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The state is moving forward on a massive transportation spending plan that lays out how Massachusetts will spend money on infrastructure over the next five years.
Authorities say it's first of its kind in Massachusetts — a $12 billion road map on what the state wants, how to get there, and what it will cost — down to the last dollar.
There's $1.3 billion to extend the Green Line, with the first part of it expected to open in 2017.
Some $250 million will lay the groundwork, literally, on restoring commuter rail service to Fall River and New Bedford.
"We picked the projects based on our needs," said Transportation Secretary Richard Davey during an interview. "Where there are potholes, where we know we have to make pavement improvements, where we know we've got Red Line cars that were built in 1969. It doesn't take a transportation genius to figure out that we need to make those kind of investments."
Davey said even though $12 billion is a lot of money it is still not enough to do everything they want.
"Whether it's the Blue Line extension to Lynn, or better rail service between Springfield and Boston, or better Pike access in the Berkshires, you can go down the list and find projects and things people wanted we couldn't fit in here," he said.
Complaints about what's funded — and more often what is not funded — were the theme at the first public hearings on the matter Wednesday night in Boston and Worcester.
"What really shocked me was not a reduction, but a complete absence of funding for the MBTA bus system," said Stuart Spina, a member of the T Riders Union, who said some buses have more than 500,000 miles on them. "Namely, replacing vehicles. The buses that I was riding to elementary school I ride to work today."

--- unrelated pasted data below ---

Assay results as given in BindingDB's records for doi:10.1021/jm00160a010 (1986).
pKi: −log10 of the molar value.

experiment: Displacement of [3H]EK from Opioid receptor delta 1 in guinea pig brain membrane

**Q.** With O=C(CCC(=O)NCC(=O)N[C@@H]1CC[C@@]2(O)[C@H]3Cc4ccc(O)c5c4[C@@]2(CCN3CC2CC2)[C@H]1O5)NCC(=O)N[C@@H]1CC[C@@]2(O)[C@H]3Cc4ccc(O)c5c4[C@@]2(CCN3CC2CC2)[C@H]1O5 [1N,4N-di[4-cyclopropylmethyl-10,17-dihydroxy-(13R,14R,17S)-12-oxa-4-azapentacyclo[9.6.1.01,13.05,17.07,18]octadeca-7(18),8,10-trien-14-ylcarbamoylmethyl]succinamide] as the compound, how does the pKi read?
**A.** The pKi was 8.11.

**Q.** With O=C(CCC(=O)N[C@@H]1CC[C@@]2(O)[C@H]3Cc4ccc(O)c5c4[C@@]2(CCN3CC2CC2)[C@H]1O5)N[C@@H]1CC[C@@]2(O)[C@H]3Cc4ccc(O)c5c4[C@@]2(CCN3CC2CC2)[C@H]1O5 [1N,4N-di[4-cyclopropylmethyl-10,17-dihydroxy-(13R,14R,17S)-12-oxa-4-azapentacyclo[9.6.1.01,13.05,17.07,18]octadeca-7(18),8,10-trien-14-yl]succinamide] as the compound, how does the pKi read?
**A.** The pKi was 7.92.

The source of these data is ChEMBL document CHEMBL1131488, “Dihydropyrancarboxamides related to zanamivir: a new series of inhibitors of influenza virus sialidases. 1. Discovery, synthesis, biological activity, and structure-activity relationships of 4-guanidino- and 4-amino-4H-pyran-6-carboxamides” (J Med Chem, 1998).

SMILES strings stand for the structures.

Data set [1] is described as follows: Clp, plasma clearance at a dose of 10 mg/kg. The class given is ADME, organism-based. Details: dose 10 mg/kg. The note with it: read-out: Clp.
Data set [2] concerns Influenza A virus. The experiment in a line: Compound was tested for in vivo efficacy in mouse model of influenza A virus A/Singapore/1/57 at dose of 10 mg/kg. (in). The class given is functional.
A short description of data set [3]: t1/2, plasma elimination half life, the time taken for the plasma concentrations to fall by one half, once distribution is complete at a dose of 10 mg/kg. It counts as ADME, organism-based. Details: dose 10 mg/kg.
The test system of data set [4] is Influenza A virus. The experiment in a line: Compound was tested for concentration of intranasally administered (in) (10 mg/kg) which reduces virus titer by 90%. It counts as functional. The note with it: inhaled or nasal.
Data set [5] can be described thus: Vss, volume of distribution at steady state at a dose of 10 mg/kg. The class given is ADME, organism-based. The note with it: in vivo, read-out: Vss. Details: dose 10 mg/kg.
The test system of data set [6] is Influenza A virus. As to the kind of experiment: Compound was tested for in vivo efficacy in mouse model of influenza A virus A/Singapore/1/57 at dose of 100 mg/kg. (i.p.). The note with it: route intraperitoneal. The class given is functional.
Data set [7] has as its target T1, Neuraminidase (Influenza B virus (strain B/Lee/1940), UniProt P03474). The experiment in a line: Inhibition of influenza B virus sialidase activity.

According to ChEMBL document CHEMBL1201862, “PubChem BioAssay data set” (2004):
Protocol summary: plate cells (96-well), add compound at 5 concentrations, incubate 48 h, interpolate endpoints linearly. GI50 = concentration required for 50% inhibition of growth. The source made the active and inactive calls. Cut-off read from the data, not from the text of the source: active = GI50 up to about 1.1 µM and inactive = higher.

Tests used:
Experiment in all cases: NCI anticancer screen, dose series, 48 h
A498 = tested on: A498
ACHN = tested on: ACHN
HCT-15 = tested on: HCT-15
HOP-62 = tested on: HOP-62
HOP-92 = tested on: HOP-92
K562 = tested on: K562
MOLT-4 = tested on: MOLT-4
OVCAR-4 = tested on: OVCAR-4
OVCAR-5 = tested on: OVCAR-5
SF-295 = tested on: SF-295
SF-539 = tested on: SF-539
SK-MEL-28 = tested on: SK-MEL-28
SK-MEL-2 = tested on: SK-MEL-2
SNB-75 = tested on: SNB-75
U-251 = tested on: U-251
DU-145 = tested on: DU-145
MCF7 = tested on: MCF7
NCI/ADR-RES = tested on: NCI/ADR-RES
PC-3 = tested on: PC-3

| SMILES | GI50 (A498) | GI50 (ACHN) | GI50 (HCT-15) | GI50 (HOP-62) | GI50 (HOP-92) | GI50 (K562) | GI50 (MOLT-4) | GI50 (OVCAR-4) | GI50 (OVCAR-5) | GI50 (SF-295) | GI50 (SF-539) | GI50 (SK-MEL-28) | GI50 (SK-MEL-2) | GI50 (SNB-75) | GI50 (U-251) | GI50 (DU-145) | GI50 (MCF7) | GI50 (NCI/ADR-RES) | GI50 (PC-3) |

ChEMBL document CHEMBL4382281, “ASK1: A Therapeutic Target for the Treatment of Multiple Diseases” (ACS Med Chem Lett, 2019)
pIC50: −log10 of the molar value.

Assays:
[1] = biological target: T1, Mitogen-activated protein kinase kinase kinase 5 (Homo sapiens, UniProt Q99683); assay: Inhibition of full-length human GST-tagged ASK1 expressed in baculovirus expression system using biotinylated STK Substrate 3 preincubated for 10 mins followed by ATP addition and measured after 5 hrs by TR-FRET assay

Spina was one of more than a dozen people to cite the lack of spending on new buses — something that would cost roughly $450 million.
Elizabeth Weyant works with Transportation for Massachusetts, an advocacy group that calls for more investment in infrastructure. She said in five years, when the state plan dedicates funding to replacing old buses, 85 percent of MBTA buses will be past their projected lifespan of 12 years.
"We'll see buses breaking down," she said. "It could raise some potential safety concerns. You'll see sort of those old decrepit buses that'll have pollution. We can't afford to invest no money in them over the next five years."
There are no easy solutions. Eighty percent of the spending in this plan — almost $10 billion — will go just toward fixing things we already have. Potholes on roads. Old bridges. Repairs on the MBTA.
Speaking after the hearing, Secretary Davey admitted he knows there will be complaints no matter what the final plan includes.
"We'll take a look at the draft and see if we can do something, but it probably means we have to cut something else," he said. "At the end of the day, it doesn't surprise me. People want more, not less."
The plan will go through four more public hearings over the next two weeks before a final draft goes before MassDOT's Board of Directors near the end of February.
Davey said it is still possible those calling for new buses, more bike paths or more local aid for road projects could get their wishes in the final package.
This segment aired on January 30, 2014.
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